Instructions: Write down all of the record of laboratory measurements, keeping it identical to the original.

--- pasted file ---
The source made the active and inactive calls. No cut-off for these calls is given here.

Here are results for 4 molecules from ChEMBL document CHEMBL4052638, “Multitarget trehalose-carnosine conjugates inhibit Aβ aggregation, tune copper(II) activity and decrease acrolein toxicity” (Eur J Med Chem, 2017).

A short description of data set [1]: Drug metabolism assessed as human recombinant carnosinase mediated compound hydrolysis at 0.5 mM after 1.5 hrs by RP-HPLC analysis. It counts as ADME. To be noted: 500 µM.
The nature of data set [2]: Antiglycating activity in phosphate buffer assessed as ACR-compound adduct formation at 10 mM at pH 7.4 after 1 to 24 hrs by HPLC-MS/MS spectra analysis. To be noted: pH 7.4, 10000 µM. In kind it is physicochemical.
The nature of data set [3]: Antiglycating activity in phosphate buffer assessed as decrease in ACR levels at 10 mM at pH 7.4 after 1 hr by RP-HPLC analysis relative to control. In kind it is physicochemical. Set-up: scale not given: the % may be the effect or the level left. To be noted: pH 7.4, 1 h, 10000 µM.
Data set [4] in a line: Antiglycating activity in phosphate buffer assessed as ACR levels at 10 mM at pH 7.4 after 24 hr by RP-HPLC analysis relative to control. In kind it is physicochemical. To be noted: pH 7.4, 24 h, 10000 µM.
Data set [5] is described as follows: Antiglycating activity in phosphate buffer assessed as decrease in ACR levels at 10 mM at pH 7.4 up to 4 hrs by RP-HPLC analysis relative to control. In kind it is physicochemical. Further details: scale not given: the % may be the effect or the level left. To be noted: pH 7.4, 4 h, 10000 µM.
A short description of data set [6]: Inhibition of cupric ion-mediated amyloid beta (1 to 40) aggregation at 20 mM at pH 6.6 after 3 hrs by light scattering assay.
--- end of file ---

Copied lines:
The source made the active and inactive calls. No cut-off for these calls is given here.

Here are results for 4 molecules from ChEMBL document CHEMBL4052638, “Multitarget trehalose-carnosine conjugates inhibit Aβ aggregation, tune copper(II) activity and decrease acrolein toxicity” (Eur J Med Chem, 2017).

A short description of data set [1]: Drug metabolism assessed as human recombinant carnosinase mediated compound hydrolysis at 0.5 mM after 1.5 hrs by RP-HPLC analysis. It counts as ADME. To be noted: 500 µM.
The nature of data set [2]: Antiglycating activity in phosphate buffer assessed as ACR-compound adduct formation at 10 mM at pH 7.4 after 1 to 24 hrs by HPLC-MS/MS spectra analysis. To be noted: pH 7.4, 10000 µM. In kind it is physicochemical.
The nature of data set [3]: Antiglycating activity in phosphate buffer assessed as decrease in ACR levels at 10 mM at pH 7.4 after 1 hr by RP-HPLC analysis relative to control. In kind it is physicochemical. Set-up: scale not given: the % may be the effect or the level left. To be noted: pH 7.4, 1 h, 10000 µM.
Data set [4] in a line: Antiglycating activity in phosphate buffer assessed as ACR levels at 10 mM at pH 7.4 after 24 hr by RP-HPLC analysis relative to control. In kind it is physicochemical. To be noted: pH 7.4, 24 h, 10000 µM.
Data set [5] is described as follows: Antiglycating activity in phosphate buffer assessed as decrease in ACR levels at 10 mM at pH 7.4 up to 4 hrs by RP-HPLC analysis relative to control. In kind it is physicochemical. Further details: scale not given: the % may be the effect or the level left. To be noted: pH 7.4, 4 h, 10000 µM.
A short description of data set [6]: Inhibition of cupric ion-mediated amyloid beta (1 to 40) aggregation at 20 mM at pH 6.6 after 3 hrs by light scattering assay.